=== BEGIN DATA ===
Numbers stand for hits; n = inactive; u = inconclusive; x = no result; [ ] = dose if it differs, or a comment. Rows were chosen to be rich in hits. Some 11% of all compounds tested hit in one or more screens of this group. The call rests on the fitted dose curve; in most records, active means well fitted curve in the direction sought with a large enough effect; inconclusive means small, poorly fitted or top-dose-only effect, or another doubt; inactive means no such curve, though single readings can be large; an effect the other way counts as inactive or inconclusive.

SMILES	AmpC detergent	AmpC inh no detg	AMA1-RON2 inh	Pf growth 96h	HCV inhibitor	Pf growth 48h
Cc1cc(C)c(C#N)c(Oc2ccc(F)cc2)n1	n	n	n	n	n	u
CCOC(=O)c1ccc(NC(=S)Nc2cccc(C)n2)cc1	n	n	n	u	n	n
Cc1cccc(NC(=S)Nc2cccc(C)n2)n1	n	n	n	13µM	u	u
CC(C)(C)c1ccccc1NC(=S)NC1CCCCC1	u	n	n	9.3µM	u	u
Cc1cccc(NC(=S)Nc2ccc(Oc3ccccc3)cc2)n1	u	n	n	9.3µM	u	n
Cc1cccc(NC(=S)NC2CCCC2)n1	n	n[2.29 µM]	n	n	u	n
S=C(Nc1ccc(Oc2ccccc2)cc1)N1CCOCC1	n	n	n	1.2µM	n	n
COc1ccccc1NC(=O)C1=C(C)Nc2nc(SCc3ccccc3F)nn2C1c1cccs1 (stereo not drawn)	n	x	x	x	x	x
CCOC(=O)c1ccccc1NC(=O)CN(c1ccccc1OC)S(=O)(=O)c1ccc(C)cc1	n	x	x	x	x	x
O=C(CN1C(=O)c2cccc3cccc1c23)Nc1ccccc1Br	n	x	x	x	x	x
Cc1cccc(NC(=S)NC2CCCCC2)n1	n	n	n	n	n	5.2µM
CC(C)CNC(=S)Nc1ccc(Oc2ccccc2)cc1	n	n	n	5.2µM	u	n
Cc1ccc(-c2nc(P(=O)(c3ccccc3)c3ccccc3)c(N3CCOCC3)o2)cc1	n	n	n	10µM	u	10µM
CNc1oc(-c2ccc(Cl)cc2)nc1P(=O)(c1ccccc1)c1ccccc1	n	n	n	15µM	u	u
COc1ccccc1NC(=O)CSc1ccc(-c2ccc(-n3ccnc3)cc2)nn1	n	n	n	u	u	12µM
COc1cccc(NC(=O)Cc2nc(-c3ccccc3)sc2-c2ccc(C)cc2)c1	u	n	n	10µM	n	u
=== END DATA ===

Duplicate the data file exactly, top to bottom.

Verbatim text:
Numbers stand for hits; n = inactive; u = inconclusive; x = no result; [ ] = dose if it differs, or a comment. Rows were chosen to be rich in hits. Some 11% of all compounds tested hit in one or more screens of this group. The call rests on the fitted dose curve; in most records, active means well fitted curve in the direction sought with a large enough effect; inconclusive means small, poorly fitted or top-dose-only effect, or another doubt; inactive means no such curve, though single readings can be large; an effect the other way counts as inactive or inconclusive.

SMILES	AmpC detergent	AmpC inh no detg	AMA1-RON2 inh	Pf growth 96h	HCV inhibitor	Pf growth 48h
Cc1cc(C)c(C#N)c(Oc2ccc(F)cc2)n1	n	n	n	n	n	u
CCOC(=O)c1ccc(NC(=S)Nc2cccc(C)n2)cc1	n	n	n	u	n	n
Cc1cccc(NC(=S)Nc2cccc(C)n2)n1	n	n	n	13µM	u	u
CC(C)(C)c1ccccc1NC(=S)NC1CCCCC1	u	n	n	9.3µM	u	u
Cc1cccc(NC(=S)Nc2ccc(Oc3ccccc3)cc2)n1	u	n	n	9.3µM	u	n
Cc1cccc(NC(=S)NC2CCCC2)n1	n	n[2.29 µM]	n	n	u	n
S=C(Nc1ccc(Oc2ccccc2)cc1)N1CCOCC1	n	n	n	1.2µM	n	n
COc1ccccc1NC(=O)C1=C(C)Nc2nc(SCc3ccccc3F)nn2C1c1cccs1 (stereo not drawn)	n	x	x	x	x	x
CCOC(=O)c1ccccc1NC(=O)CN(c1ccccc1OC)S(=O)(=O)c1ccc(C)cc1	n	x	x	x	x	x
O=C(CN1C(=O)c2cccc3cccc1c23)Nc1ccccc1Br	n	x	x	x	x	x
Cc1cccc(NC(=S)NC2CCCCC2)n1	n	n	n	n	n	5.2µM
CC(C)CNC(=S)Nc1ccc(Oc2ccccc2)cc1	n	n	n	5.2µM	u	n
Cc1ccc(-c2nc(P(=O)(c3ccccc3)c3ccccc3)c(N3CCOCC3)o2)cc1	n	n	n	10µM	u	10µM
CNc1oc(-c2ccc(Cl)cc2)nc1P(=O)(c1ccccc1)c1ccccc1	n	n	n	15µM	u	u
COc1ccccc1NC(=O)CSc1ccc(-c2ccc(-n3ccnc3)cc2)nn1	n	n	n	u	u	12µM
COc1cccc(NC(=O)Cc2nc(-c3ccccc3)sc2-c2ccc(C)cc2)c1	u	n	n	10µM	n	u